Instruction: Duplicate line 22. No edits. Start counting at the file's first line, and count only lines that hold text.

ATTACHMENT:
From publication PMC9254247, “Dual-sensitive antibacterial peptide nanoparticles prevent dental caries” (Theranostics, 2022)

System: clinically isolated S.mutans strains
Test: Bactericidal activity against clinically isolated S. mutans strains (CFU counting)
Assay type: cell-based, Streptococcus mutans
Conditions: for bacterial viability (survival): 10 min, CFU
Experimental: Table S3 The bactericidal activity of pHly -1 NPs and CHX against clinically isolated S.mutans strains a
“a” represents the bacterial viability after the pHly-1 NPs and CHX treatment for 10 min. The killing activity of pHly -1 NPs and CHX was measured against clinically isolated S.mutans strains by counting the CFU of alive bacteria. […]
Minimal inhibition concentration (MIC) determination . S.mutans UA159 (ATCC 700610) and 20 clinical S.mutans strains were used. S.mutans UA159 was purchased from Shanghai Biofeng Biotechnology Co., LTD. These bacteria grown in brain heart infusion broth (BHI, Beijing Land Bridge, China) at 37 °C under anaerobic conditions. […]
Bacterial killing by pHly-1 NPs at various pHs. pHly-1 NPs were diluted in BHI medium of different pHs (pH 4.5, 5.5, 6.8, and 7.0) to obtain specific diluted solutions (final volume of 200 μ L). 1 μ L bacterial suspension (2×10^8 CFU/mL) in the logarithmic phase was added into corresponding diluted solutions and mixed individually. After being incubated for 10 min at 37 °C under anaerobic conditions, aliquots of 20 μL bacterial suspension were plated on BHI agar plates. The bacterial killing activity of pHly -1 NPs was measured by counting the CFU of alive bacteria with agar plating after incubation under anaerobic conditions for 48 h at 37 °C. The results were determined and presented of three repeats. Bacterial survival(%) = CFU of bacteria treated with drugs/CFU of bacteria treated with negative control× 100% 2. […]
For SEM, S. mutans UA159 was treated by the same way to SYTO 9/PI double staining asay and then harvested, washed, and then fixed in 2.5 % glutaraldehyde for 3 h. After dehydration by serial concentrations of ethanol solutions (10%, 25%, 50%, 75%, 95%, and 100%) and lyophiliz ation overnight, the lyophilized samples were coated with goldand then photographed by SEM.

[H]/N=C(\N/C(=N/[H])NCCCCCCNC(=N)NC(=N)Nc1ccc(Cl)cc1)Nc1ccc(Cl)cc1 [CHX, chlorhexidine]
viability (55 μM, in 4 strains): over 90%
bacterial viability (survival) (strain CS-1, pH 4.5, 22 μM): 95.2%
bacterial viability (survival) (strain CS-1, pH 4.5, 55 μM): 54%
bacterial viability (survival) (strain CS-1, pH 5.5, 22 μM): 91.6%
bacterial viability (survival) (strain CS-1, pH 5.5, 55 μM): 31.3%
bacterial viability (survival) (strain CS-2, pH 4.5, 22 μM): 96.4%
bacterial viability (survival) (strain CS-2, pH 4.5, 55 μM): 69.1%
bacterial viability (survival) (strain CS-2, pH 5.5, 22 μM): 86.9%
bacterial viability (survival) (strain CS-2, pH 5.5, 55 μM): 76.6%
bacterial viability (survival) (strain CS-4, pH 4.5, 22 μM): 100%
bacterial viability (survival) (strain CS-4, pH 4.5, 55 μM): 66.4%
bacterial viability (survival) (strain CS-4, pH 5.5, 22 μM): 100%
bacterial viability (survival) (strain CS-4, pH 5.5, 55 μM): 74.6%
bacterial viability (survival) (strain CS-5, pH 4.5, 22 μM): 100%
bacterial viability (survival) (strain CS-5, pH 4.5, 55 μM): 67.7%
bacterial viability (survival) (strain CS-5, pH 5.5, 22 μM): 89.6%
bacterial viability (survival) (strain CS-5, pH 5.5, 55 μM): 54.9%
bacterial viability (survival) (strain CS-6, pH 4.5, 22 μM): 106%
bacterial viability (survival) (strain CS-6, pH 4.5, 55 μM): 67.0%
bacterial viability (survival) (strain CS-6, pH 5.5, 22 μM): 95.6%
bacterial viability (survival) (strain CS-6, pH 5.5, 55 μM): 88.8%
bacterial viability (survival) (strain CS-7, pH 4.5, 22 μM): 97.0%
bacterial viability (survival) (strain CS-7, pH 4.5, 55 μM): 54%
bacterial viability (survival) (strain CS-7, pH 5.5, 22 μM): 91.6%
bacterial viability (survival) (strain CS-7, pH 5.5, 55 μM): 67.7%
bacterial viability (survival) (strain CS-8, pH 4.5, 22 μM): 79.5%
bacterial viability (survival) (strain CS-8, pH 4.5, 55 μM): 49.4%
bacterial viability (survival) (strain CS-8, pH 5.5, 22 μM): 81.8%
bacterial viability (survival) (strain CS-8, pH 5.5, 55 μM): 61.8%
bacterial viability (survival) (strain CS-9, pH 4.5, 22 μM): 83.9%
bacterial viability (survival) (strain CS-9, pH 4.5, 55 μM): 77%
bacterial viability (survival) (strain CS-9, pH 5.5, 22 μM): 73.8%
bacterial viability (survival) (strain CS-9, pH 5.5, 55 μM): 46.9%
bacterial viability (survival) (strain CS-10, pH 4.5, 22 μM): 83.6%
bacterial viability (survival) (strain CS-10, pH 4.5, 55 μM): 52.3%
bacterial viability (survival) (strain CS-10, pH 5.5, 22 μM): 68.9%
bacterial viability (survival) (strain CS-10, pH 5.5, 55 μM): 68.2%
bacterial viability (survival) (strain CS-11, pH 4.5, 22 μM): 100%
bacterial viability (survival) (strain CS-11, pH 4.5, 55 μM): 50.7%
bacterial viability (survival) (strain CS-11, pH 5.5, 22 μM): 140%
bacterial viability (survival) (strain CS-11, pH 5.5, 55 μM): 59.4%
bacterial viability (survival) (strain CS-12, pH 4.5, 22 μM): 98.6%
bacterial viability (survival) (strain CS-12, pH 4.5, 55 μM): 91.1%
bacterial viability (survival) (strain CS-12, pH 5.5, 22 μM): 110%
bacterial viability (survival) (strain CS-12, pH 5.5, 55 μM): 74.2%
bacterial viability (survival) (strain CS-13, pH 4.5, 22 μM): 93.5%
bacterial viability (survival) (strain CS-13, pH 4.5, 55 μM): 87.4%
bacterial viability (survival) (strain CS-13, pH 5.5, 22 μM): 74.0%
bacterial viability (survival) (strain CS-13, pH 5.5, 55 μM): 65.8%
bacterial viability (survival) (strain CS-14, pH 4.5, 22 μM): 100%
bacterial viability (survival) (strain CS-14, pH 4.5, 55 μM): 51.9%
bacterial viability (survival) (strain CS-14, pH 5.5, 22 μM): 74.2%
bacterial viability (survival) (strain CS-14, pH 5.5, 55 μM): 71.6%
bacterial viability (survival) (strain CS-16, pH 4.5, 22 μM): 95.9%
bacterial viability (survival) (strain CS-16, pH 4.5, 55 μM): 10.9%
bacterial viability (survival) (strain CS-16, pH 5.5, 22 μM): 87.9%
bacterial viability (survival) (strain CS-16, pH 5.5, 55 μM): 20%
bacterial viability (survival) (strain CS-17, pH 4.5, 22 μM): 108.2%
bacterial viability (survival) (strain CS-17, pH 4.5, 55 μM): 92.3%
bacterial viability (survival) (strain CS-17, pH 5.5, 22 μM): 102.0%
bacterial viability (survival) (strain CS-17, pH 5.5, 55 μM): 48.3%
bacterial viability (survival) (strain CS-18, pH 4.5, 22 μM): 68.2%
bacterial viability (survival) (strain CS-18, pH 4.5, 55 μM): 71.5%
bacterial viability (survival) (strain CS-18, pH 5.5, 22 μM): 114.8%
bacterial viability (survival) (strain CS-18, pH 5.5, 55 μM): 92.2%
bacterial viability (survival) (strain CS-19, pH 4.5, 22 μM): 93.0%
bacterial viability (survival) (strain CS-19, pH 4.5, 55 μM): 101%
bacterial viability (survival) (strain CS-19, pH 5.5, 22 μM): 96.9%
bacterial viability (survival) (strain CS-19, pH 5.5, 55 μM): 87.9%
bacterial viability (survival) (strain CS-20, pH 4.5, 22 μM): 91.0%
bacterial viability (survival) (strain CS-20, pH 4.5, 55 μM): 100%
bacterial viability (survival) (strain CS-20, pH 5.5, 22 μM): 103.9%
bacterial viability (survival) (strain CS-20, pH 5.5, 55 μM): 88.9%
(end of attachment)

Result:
bacterial viability (survival) (strain CS-4, pH 4.5, 55 μM): 66.4%